“You’re all dirty,” remarks demonstrator during protest against Bugibba prayer room
Yesterday afternoon, members of the Moviment Patrijotti
Maltin held a protest march which started from Qawra Parish Church to the streets of Buġibba against what they are claiming is the building of “illegal mosque.” The group claimed that it was backed up by more than 20,000 people, in spite of the fact that around 100 demonstrators showed up for the protest.
The leader of the ‘Patriots’, Henry Battistino, said that the group “would like to show his solidarity with the people of Buġibba and Malta.”
The protest occurred after the Malta Muslim Council submitted a planning application to convert a room in Buġibba into a prayer room. This was rejected by the St Paul’s Bay Local Council.
The protest, however, quickly descended into a conversation on the “invasion of Islam,” with leader Henry Battistino calling for a national registry specifically targeted towards the Muslim community in Malta. He also remarked that smaller prayer rooms are a breeding ground for extremism. He then compared the Muslim community to rabbits who produce six or seven children with the sole intention of taking over the island.
Mr Battistino blamed “Maltese traitors who allowed them into Malta.” He placed particular criticism on the establishment, choosing to focus on journalists, who he claimed did not have the nation’s interest at heart and instead chose to ““force [integration] down everyone’s throats.”
Demonstrators also chanted “Malta is ours only” and “Malta for Maltese and not for foreigners” towards families who were on the balconies above the protest.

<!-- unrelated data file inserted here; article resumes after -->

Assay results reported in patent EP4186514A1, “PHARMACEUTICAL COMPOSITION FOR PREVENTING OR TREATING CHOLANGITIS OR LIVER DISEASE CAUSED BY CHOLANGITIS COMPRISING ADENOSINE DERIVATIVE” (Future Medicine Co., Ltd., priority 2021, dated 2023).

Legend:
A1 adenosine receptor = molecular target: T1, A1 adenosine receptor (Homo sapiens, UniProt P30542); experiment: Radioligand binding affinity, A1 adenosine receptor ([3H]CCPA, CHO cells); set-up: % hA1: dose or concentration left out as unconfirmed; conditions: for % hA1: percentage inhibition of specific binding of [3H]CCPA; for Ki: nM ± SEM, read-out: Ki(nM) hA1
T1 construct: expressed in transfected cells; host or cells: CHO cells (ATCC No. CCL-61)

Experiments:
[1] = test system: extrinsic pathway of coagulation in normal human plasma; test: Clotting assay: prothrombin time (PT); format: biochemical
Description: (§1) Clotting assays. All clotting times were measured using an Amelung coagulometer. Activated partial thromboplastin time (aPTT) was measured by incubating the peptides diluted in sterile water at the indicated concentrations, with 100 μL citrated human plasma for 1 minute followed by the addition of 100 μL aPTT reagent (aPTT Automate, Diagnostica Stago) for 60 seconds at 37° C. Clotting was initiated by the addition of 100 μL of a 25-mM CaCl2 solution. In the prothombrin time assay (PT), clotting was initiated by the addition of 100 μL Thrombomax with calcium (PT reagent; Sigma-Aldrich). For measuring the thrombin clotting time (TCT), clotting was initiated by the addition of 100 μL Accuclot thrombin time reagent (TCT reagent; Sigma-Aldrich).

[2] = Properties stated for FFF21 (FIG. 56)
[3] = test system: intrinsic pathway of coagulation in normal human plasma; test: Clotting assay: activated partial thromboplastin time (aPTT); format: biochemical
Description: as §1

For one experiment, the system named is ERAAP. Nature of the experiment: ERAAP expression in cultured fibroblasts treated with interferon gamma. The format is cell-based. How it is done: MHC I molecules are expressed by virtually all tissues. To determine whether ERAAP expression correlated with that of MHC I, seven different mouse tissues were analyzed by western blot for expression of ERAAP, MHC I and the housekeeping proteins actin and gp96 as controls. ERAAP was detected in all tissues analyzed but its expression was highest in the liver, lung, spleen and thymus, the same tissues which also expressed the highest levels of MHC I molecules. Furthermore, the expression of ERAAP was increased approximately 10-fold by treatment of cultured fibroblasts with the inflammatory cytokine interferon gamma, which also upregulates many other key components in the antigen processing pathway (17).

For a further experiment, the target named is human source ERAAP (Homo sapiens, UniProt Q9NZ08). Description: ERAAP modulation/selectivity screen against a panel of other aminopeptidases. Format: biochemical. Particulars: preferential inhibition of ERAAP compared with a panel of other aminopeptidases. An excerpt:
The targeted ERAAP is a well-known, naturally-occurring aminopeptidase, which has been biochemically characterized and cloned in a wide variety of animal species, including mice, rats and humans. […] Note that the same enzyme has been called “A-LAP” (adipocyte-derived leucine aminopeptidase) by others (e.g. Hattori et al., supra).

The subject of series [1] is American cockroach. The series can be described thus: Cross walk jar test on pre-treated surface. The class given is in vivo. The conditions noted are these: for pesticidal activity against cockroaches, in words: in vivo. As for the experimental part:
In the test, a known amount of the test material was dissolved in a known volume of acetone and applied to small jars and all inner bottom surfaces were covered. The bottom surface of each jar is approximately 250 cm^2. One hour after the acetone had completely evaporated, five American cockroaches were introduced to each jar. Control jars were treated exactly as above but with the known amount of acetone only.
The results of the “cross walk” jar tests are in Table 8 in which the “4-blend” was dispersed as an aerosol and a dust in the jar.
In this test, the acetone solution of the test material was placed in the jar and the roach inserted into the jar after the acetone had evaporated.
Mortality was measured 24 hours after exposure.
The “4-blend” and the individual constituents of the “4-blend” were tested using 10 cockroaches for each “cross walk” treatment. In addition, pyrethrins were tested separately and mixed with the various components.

Mr Florian, a speaker at the protest, also criticised the decision of St Albert the Great College in Valletta to offer its facilities to Muslim worshippers. He claimed that should the Muslim community come to acknowledge this place as a point of worship, they would then claim it as their own and never leave.
The group also recommended demolishing the mosque in Paola and replacing with a new mosque built in Ta’ Qali, to allow easier convenience to the Muslim community. The demonstration was met by three counter protesters who objected to the message of the ‘patriots’. They held placards which read “love is the answer”. The counter protesters were met with hostility and had their nationality called into question by a number of demonstrators. A counter protester remarked that “I am a patriot too,” insisting that the protest was
based purely on islamophobia.
After the demonstration, Muslim residents of the area said that the group placed its focus squarely on the Muslim community rather than on foreigners as a whole.
A Moroccan woman, who is a mother to Maltese children was pushed towards us by a group of demonstrators, echoed these sentiments, while adding that she “did not feel safe letting [her] daughter run around.” The woman, who does not drive, said that her prayers were restricted to her home since the journey to Poala would be too time consuming and difficult to attend with her children.
Another man, who has lived in Malta for numerous years, said that he is also a taxpayer and contributor to Maltese society. He remarked that the group seemed to be intent on making Malta regress instead of progressing to an inclusive future based on peace and love.
The man was insulted by a couple of demonstrators who said that the Muslim community “were dirty” and they were directly responsible for the litter in the street.
A Maltese man who practises Islam and also resides on the street condemned the comments by the demonstrators and also insisted that the group’s primary focus is the Muslim community.
Three counter-protesters objecting to the ‘patriots’’ message
‘Patrijotti’ protesting Buġibba prayer room